Bowles is back in town: Historic residence hall to reopen in August

bowles_alangford
Alice Langford/Staff

Back by popular demand, Bowles Hall— the nation’s first residential college— is set to reopen in August following extensive efforts made by alumni, faculty, and students.

Unlike other campus residential halls, where underclassmen often live before moving off-campus, the planners of Bowles Hall intend for students to stay at Bowles for their entire undergraduate career.

Besides the updated amenities the renovated building will offer — including its own library, dining hall, and main lounge— campus sophomore and prospective Bowles Hall resident Karina Yap is most attracted to living in the Hall because of the community it will foster.

Additionally, Kevin Bai—future Bowles Hall resident and campus sophomore—is excited about the community aspect, especially the faculty and alumni connections the Hall will provide.

Bai and Yap are currently members of the Phoenix Program, which is a group of 38 students currently living together at the Berk in a “test-run” before most, if not all of them, move into Bowles in the fall.

“Once we all found our way into the (Phoenix) program, we all realized we weren’t just here for housing. We did actually want to build something,” said Anjali Suresh, campus sophomore and member of the Phoenix Program.

The planning for Bowles Hall was initiated in 2005 by members of the Bowles Hall Alumni Association when members discovered that it had become a freshman-only dorm.

“We had a very passionate small group that got the project going,” said Scott Wilson, BHAA member and the head of Bowles Hall residence recruiting.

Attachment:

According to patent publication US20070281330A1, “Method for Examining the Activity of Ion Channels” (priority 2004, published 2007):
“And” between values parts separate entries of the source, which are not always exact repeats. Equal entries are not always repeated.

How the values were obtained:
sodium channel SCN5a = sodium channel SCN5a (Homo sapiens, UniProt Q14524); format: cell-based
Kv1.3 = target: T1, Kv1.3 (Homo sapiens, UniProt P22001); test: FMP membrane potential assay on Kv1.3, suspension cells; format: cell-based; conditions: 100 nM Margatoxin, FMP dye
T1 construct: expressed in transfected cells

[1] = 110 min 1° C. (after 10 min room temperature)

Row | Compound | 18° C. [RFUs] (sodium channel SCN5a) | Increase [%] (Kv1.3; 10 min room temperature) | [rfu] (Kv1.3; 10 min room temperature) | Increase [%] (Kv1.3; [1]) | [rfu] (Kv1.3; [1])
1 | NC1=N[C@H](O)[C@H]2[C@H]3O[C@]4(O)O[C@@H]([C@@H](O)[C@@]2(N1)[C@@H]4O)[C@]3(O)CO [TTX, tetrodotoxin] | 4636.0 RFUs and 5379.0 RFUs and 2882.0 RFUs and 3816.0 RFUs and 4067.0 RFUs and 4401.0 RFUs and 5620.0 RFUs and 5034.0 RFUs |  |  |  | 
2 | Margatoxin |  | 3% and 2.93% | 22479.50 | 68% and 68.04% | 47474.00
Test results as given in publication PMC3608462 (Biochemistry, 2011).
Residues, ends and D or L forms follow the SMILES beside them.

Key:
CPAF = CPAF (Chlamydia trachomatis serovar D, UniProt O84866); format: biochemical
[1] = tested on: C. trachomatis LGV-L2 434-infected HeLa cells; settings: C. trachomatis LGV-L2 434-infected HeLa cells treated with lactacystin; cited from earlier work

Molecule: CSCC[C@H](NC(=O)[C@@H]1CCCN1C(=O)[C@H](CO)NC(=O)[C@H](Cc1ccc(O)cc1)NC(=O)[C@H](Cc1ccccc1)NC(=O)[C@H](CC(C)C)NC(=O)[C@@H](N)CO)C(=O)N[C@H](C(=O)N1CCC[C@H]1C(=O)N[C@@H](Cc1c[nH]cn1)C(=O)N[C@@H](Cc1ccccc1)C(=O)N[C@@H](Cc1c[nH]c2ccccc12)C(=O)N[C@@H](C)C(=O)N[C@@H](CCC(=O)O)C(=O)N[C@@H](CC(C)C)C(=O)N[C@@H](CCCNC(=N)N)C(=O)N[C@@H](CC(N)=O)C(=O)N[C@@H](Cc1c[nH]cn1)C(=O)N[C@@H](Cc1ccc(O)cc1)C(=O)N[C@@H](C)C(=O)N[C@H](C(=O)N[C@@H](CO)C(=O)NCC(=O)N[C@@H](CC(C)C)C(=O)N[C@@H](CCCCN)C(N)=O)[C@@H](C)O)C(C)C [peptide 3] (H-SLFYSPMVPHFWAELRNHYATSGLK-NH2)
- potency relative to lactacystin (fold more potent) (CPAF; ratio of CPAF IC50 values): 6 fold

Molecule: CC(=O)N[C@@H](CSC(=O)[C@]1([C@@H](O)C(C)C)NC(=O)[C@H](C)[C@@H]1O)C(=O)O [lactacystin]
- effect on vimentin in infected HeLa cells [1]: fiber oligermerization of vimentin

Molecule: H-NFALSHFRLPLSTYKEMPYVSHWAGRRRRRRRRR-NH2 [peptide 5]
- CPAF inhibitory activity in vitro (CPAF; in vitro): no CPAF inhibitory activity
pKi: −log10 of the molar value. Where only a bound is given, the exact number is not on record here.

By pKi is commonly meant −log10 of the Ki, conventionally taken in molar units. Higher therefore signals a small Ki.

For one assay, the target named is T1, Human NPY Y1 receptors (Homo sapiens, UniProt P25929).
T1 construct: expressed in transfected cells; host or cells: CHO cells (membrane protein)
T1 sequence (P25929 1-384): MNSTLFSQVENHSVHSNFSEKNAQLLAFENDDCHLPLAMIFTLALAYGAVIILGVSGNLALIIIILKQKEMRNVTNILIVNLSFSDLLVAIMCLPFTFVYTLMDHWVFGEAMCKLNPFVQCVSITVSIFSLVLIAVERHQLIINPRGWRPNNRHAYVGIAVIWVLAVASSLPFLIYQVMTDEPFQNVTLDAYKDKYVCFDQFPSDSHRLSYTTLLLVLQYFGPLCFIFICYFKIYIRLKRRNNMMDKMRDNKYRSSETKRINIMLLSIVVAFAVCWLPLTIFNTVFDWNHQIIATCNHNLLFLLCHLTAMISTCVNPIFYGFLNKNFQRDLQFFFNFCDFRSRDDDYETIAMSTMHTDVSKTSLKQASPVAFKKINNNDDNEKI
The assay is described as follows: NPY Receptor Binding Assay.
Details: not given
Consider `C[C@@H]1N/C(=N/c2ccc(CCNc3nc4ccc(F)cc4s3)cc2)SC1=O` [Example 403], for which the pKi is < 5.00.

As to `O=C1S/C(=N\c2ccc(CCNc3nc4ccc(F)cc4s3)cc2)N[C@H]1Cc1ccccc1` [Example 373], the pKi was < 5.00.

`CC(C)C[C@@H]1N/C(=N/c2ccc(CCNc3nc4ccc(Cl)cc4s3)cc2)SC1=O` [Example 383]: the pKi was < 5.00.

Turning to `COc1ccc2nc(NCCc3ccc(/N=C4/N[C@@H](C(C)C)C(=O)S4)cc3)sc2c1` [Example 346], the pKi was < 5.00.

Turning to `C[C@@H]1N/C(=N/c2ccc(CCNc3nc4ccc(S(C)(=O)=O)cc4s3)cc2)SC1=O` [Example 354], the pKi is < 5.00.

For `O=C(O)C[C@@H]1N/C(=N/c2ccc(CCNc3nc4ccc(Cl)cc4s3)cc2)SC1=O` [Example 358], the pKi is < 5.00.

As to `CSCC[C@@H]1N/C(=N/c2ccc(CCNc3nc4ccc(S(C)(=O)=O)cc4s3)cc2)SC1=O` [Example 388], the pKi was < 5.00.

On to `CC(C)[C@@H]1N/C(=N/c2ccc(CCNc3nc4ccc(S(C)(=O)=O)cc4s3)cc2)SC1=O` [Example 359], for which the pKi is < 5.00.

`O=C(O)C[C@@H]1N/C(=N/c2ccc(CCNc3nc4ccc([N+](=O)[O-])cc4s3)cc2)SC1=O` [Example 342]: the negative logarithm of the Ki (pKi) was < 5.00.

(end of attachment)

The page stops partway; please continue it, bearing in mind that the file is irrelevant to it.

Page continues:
The $40 million enterprise was financed through Bowles Hall alumni donations and the issuing of revenue bonds on the open market.

Three graduate students as well as the dean and principal of Bowles will be living in the Hall providing academic mentorship for the 186 undergraduates.

Bowles principal Daniel Melia considers himself a product of the residential college system at Harvard, and believes that living with the same people cultivates friendships that students might not otherwise develop.

“I hope that this smaller environment will create a college within a college,” Melia said.

The dining hall is planned to be an important social center of the Hall. Bowles will not be a part of Cal Dining and its cost for residents will be included in their total housing costs.

For the first time in the building’s all-male history, Bowles will be open to all genders. Yap noted that certain Bowles Hall traditions, such as their traditional songs, will need to be either edited or replaced to be more inclusive.

“(I’m) being a voice for not only myself but for other women who come into the program in the future,” Yap said in reference to being one of the first non-male residents in the Hall.

As part of the Hall’s updates, its elevator will be replaced with a much larger one able to accommodate a wheelchair. There will also be 10 mobility rooms designed for students in wheelchairs and 10 communications rooms available for students who are visually or auditorily impaired.

“For the first time in the life of this building, someone with mobility issues will be able to live here,” said John Baker, Vice President of the Bowles Hall Foundation.

Paul Butler, campus sophomore and Phoenix member, expressed that some have concerns with the relatively high cost of moving into Bowles Hall.

It will cost $9,652 per semester for a double room and $9,764 per semester for a single in comparison to $7,703 and $8,684 respectively in the dorms. Nevertheless, Bowles Hall is still considered on-campus housing and residents’ financial aid will carry over to their housing costs.

Significant funds for the reconstruction have been directed to bringing Bowles up to par with building safety codes, a task that at the time the university was not financially capable to take on, according to Baker.

Roofs will be replaced, fire sprinklers installed, and a buttress in the rear side of the building to provide stability in case of an earthquake — which is particularly pressing since the building lies directly on the Hayward fault line.

Wilson stated that applications are currently being accepted on a rolling basis, with some spaces reserved for incoming freshmen.

And come fall, Bowles Hall will once again be an integral part of UC Berkeley for years to come.

Contact Anna Dell’Amico at [email protected] and follow her on Twitter at @adellamico_dc.

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  • Robbin Noir

    This seems a very good, beneficial way to experience college.